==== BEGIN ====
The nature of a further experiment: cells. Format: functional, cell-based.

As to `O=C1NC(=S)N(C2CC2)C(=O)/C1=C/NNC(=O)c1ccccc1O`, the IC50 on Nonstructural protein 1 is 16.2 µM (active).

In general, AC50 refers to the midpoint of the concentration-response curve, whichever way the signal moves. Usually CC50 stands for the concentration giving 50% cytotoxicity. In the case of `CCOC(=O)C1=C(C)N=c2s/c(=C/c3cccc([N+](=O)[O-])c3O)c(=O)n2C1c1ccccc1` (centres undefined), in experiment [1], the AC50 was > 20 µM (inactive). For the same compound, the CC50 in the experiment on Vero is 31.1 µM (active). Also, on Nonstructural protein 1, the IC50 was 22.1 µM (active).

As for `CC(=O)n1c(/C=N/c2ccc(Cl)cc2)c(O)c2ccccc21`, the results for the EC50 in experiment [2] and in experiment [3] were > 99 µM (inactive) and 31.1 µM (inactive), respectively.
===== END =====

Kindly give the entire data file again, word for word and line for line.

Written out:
The nature of a further experiment: cells. Format: functional, cell-based.

As to `O=C1NC(=S)N(C2CC2)C(=O)/C1=C/NNC(=O)c1ccccc1O`, the IC50 on Nonstructural protein 1 is 16.2 µM (active).

In general, AC50 refers to the midpoint of the concentration-response curve, whichever way the signal moves. Usually CC50 stands for the concentration giving 50% cytotoxicity. In the case of `CCOC(=O)C1=C(C)N=c2s/c(=C/c3cccc([N+](=O)[O-])c3O)c(=O)n2C1c1ccccc1` (centres undefined), in experiment [1], the AC50 was > 20 µM (inactive). For the same compound, the CC50 in the experiment on Vero is 31.1 µM (active). Also, on Nonstructural protein 1, the IC50 was 22.1 µM (active).

As for `CC(=O)n1c(/C=N/c2ccc(Cl)cc2)c(O)c2ccccc21`, the results for the EC50 in experiment [2] and in experiment [3] were > 99 µM (inactive) and 31.1 µM (inactive), respectively.